Because I live in California, I don’t have the same publishing experience as someone who works at, say, Random House or one of the other big trade companies in New York. It probably wasn’t my brightest idea to pursue a career in publishing and avoid moving to the east coast, but hey—I’m here! And it’s worth it. I’m really blessed to be doing something I love. And I think there are some experiences in publishing that are probably universal, and those are my favorites!
After sending countless emails, taking harried phone calls, stressing together about permissions, and brainstorming bright ideas, I get to know some of my authors well. I was surprised to find that I am privy to a lot of personal information. I know about deaths and illnesses and births and moves and bad weather. So when we finally meet, it’s like we’re old friends. Maybe I’m flattering myself, but I feel a bit protective about “my” authors.
Getting a box of books on my desk
It really is exciting. I’ve been part of the decision-making process for every part of those books: the cover, the interior design, the content, the endorsements, every figure and graph and chart. In some ways, it’s a sigh of relief—phew, it’s done! I can pass the book along to the marketing and sales department to let them work their magic. I’ve always been motivated by tangible results. Look, I wrote this paper and it’s ten pages long! Look, I have this blog and you can see it here! Look, here’s this book that I helped to make! This is, honestly, one of the reasons I wanted to get into publishing in the first place. My other choice was being a teacher—a job that seems so incredibly difficult to me because the results are hard to see. Teachers don’t always know the effect they have on their students. I greatly admire my friends who took the risk of becoming teachers. Anyway, that box of books symbolizes all of the hard work and collaboration that makes any job worth it.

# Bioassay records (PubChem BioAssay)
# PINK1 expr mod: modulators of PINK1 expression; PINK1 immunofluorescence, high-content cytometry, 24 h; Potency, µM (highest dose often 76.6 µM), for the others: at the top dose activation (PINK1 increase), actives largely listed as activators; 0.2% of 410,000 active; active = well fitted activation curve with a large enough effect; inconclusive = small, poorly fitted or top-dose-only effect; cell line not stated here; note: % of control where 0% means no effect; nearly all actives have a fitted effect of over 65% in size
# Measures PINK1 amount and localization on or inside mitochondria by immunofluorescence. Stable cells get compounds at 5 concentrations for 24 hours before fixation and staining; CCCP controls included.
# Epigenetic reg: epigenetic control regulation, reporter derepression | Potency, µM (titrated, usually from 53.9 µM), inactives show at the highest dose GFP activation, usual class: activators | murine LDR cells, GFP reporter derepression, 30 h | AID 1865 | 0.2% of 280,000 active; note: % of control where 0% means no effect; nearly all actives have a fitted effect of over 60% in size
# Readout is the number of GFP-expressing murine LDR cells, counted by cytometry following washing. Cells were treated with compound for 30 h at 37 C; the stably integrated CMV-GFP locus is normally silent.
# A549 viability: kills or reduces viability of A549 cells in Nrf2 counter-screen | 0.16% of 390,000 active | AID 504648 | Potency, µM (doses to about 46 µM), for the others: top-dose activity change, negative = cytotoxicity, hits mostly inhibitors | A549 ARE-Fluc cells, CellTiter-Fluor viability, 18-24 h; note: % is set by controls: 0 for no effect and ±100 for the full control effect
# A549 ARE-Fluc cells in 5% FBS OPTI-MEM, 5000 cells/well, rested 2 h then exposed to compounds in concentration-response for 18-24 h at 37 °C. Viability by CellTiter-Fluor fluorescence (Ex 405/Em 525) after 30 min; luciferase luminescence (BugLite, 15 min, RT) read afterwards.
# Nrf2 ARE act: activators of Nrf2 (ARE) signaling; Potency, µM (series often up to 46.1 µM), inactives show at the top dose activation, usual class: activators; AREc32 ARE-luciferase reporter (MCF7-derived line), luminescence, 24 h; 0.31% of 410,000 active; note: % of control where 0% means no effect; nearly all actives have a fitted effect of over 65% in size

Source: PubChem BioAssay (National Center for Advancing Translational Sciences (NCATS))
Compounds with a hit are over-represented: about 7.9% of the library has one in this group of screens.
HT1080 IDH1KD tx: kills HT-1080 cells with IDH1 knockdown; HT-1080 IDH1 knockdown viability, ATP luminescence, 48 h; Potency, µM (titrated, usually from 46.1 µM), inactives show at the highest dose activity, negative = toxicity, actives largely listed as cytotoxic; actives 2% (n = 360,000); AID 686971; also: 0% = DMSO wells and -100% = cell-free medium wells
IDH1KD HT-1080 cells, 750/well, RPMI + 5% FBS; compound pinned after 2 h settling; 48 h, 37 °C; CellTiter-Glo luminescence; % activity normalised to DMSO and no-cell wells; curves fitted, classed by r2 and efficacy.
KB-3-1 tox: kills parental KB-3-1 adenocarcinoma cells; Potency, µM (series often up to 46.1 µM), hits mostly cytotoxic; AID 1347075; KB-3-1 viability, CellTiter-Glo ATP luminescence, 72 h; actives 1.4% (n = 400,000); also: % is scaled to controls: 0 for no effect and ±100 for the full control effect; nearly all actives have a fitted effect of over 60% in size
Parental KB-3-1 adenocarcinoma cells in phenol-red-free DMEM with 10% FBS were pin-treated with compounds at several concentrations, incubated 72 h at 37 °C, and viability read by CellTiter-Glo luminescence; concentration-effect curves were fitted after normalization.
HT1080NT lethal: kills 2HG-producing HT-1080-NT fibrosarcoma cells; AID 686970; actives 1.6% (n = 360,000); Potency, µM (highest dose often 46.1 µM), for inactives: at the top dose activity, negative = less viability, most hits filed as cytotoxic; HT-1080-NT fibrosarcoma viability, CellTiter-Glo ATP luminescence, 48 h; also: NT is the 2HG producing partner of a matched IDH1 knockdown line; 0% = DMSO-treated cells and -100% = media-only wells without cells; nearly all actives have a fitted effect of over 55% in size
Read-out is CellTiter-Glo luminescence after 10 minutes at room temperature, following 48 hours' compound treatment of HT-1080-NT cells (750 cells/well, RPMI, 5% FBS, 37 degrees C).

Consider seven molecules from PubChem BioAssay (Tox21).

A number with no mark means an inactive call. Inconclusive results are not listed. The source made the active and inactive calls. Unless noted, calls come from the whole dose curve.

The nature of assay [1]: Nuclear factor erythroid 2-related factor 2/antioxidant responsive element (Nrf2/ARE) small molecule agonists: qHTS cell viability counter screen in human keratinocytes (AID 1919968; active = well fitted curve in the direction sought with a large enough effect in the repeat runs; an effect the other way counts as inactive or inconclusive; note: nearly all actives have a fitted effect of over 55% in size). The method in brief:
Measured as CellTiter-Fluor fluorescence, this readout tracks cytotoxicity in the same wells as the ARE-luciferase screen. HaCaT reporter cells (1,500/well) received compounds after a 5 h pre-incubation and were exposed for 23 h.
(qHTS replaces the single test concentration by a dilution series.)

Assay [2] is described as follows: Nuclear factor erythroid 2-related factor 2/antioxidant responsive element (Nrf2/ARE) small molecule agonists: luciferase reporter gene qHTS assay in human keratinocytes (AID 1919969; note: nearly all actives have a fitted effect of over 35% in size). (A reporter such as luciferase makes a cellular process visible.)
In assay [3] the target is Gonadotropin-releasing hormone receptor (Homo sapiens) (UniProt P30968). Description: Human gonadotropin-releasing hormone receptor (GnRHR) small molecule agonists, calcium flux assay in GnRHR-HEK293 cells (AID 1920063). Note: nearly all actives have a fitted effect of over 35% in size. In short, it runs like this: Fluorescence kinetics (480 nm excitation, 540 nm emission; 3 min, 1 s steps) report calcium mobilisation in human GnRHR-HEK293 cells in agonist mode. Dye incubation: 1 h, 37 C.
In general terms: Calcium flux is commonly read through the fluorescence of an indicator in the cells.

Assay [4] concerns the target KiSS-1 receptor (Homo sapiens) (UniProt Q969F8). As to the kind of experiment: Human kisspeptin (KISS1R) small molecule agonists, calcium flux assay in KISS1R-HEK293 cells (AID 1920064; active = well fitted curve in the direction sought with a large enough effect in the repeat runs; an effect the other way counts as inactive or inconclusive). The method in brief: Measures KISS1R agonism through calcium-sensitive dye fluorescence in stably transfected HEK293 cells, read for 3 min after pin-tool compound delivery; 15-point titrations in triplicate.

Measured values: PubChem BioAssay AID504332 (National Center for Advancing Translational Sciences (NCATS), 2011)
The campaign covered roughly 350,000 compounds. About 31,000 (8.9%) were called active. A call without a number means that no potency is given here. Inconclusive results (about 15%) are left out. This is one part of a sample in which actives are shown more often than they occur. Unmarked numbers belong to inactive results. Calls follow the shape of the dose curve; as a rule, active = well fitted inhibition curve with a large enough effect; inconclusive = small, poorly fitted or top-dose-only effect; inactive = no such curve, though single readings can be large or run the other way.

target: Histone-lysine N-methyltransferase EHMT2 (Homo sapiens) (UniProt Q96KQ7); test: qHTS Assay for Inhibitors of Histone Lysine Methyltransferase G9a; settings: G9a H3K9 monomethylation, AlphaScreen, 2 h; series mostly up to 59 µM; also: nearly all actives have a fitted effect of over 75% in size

Seeing my name in books
Now, this is an experience that I’m not sure is common to publishing. I’ve tried looking in some of my trade books to see if the editorial team is mentioned. I can’t find them. So I do feel pretty special seeing my name on the copyright page! Maybe someday my name will be on the cover of a book…
Working with my team
It’s not just me and the author. There are so many more people involved in this process. My acquisitions editor, my associate editor, the production editor, the marketing manager, the typesetters, the copy editor, the cover designer, and I’m probably leaving out a few. We have a pretty good atmosphere of collaboration, helping each other out, and learning from each other. There are always moments, of course—you can’t help that when humans are involved. But everyone is so skilled in their area of expertise, and at the same time we’re all called to wear a lot of hats. It makes for an interesting, diverse, and talented group.
Learning new skills
Because I work with so many people, I’m learning something new all the time. As an editorial assistant, I actually sit right in the middle of everything. It’s my job to coordinate a lot of the details with other teams and I’m usually the middleman between the author and the rest of the company. I’m always being asked questions and learning something new as I find the answer. It’s why this job is the entry point to publishing: I get to know all aspects of the business, and from here I can choose where I’d like to focus later on.
If you work in publishing or editorial, what do you love about it?
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